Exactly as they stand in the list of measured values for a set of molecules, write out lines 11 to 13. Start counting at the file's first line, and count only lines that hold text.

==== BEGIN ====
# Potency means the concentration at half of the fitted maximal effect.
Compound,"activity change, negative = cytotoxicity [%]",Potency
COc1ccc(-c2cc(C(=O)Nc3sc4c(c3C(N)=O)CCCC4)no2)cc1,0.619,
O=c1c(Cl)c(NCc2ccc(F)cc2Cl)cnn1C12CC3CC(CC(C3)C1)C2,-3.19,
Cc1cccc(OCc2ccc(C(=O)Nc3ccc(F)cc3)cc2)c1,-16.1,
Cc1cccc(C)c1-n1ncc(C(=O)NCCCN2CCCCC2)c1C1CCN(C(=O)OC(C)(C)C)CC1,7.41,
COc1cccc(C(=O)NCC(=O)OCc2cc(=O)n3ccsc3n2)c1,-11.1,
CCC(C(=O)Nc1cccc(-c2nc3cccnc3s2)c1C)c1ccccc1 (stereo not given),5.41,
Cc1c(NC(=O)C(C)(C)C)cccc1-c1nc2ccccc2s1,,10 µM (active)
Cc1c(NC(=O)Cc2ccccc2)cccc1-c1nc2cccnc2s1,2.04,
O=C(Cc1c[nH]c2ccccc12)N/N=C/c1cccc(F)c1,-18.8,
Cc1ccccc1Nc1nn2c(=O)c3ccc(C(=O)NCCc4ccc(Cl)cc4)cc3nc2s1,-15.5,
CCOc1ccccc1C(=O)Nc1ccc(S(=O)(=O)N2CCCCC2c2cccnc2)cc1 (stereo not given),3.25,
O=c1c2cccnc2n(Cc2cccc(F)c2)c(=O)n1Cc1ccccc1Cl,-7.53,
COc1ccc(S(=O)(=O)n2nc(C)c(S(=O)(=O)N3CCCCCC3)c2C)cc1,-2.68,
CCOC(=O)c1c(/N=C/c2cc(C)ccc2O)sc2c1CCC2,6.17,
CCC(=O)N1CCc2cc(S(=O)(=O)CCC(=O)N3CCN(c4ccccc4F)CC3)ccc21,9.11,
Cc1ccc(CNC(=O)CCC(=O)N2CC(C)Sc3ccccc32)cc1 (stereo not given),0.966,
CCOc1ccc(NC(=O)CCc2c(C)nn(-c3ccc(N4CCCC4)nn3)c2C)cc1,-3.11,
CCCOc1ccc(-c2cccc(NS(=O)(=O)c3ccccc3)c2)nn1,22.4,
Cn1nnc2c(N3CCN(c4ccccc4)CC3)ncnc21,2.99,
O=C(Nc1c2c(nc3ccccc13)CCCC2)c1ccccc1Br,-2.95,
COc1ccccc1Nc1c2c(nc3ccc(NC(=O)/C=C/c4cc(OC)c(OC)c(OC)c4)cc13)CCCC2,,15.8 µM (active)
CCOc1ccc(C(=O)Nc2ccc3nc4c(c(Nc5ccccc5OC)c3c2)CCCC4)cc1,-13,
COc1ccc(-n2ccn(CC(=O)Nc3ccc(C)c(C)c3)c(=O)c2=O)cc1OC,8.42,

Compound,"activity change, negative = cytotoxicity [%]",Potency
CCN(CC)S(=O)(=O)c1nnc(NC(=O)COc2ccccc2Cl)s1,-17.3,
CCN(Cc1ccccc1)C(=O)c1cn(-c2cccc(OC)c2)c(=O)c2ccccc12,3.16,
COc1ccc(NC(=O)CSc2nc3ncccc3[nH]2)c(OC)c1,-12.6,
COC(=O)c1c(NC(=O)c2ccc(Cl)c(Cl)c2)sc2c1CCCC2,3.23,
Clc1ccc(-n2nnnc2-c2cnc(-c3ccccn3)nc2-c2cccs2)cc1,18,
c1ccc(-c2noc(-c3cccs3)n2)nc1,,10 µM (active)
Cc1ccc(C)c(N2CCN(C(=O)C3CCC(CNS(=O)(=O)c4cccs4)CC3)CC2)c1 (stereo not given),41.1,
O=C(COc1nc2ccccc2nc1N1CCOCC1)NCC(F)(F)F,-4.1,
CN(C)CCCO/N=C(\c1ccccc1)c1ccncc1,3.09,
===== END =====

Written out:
O=C(Cc1c[nH]c2ccccc12)N/N=C/c1cccc(F)c1,-18.8,
Cc1ccccc1Nc1nn2c(=O)c3ccc(C(=O)NCCc4ccc(Cl)cc4)cc3nc2s1,-15.5,
CCOc1ccccc1C(=O)Nc1ccc(S(=O)(=O)N2CCCCC2c2cccnc2)cc1 (stereo not given),3.25,